Pete Seeger’s death unleashes ‘perfect storm’ of Billy Bragg and banjos

by philapilus

Holy shit

The passing of elderly folk singer, Pete Seeger, has inevitably led to Billy Bragg, and to a nostalgia for banjos, according to music experts.

Seeger, one of the greatest statesmen of the folk revival and protest movement, is remembered both for his peaceful resistance to batshit-mad right-wingnuts, and his ability to play the banjo without sounding like an inbred hillbilly.

But Professor Hamish McEyebrau, of the Slough Institute of Nasal-singing, said “We are facing a Billy Bragg media-presence of pandemic proportions, and – terrifyingly – a nostalgic resurgence of interest in banjos. 

“The problem with folk music is that for every Pete Seeger, you get Billy Bragg, or even Richard Thompson. For every Pentangle there is a Lindisfarne (or again, a Richard Thompson). And for every Nick Drake there is a Donovan (or, chillingly, another Richard Thompson).”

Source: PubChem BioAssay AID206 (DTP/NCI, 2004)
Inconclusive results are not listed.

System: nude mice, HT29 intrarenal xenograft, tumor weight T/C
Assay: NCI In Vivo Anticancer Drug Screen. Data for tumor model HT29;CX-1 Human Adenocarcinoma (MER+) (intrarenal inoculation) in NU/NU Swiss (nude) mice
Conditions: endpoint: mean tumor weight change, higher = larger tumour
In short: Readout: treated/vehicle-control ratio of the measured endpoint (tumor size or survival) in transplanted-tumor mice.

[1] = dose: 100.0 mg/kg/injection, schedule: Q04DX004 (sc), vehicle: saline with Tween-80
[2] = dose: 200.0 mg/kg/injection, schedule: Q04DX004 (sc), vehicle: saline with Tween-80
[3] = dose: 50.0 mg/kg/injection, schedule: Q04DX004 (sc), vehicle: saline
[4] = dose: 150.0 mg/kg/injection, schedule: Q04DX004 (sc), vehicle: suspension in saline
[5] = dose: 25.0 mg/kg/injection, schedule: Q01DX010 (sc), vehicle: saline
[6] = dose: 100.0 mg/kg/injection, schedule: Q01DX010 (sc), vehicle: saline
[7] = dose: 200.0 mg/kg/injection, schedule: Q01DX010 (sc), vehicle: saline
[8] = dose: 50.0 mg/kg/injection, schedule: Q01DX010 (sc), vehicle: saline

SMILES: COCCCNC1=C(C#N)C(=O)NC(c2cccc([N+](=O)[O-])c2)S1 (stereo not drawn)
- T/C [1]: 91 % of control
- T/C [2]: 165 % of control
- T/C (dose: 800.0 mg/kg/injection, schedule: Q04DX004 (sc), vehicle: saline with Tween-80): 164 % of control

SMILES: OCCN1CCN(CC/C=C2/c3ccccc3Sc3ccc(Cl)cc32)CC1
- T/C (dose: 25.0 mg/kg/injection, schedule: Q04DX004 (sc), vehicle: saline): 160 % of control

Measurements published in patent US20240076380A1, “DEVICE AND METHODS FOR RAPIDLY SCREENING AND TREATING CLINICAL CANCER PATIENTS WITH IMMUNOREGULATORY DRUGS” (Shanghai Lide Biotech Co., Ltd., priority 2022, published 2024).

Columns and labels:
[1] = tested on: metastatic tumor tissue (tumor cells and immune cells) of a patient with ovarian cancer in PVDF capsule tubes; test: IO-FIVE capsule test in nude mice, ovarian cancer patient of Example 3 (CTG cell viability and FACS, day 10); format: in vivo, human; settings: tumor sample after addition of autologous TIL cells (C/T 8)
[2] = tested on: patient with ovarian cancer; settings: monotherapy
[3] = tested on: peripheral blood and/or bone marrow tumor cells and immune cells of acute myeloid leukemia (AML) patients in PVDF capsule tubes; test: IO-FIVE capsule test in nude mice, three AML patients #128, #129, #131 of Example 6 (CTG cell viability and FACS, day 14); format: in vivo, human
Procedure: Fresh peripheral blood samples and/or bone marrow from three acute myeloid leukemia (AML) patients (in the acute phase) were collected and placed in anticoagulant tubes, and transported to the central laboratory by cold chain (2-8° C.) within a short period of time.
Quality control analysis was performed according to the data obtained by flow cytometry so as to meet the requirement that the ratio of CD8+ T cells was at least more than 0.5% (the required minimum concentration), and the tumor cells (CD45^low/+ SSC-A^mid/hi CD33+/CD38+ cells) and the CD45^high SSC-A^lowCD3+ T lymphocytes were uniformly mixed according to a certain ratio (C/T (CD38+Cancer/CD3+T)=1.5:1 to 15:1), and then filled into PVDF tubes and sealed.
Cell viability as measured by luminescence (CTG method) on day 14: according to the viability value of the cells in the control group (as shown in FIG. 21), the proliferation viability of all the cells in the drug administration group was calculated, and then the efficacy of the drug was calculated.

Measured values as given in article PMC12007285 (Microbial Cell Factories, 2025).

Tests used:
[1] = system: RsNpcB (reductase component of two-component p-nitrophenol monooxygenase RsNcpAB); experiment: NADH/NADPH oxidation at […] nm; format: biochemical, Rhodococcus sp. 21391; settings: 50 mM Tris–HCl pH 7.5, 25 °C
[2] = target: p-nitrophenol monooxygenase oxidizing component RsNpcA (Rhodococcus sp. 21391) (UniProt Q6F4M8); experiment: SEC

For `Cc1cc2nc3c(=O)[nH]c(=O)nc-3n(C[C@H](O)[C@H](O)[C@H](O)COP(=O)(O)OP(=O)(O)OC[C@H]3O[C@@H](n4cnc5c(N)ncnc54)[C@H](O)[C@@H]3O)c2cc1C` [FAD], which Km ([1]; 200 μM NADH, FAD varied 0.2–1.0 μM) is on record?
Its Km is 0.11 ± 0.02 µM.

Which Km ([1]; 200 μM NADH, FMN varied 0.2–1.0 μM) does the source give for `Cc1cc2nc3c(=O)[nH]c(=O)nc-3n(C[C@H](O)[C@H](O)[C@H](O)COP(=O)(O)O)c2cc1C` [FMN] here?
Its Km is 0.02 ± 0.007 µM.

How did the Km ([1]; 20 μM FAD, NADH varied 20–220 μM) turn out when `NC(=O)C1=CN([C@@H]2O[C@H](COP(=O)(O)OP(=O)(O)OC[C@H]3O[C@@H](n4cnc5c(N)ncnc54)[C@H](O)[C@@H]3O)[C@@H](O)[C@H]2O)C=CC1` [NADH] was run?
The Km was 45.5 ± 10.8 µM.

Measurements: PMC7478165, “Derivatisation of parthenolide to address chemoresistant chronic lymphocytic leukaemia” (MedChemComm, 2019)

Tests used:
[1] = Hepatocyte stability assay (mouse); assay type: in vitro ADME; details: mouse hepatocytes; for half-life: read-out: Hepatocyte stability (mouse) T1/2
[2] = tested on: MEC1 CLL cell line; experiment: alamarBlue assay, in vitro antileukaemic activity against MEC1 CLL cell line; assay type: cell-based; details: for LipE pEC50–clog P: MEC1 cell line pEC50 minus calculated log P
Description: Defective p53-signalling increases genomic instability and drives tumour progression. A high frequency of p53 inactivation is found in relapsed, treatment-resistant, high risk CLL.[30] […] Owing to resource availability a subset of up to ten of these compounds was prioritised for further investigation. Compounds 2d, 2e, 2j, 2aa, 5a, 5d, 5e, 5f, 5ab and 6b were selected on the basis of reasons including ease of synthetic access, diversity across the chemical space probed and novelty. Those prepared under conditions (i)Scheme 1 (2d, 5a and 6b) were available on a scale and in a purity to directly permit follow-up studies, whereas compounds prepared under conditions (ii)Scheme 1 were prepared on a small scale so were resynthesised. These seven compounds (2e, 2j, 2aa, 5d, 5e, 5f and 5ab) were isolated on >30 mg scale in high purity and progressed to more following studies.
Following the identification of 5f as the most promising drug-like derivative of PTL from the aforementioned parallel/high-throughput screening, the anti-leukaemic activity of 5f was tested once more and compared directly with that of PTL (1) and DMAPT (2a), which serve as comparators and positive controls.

Billy Bragg has already been interviewed by reporters several times, reminiscing about Seeger, and even singing insufferably smug covers, unleashing mental trauma upon unsuspecting news audiences.

Meanwhile music shops report a spate of orders for banjos, from bearded hipsters who say they are looking to ‘reconnect with the counter-culture’.

Professor McEyebrau said “Some people – a very few – play the banjo well. Most sound like they are having an epilectic fit in a Slinky-Spring factory, whilst holding a pig’s bladder stuffed with rusty, discarded hip-replacements.

“It’s very much the latter we are going to be inundated with, I am afraid.

“Also there is bound to be a tribute concert, and Billy Bragg will probably headline, and talk about the power of folk endlessly, whilst smugly going on about Thatcher being a cunt, and how in touch he is with The People. 

“Whereas in reality ‘The People’s’ idea of traditional music is Kylie Minogue, and the tiny proportion of those who like folk music for rational reasons, are utter masochists, wading endlessly through shit looking for increasingly rare diamonds.

“God, I’ve wasted my life.”

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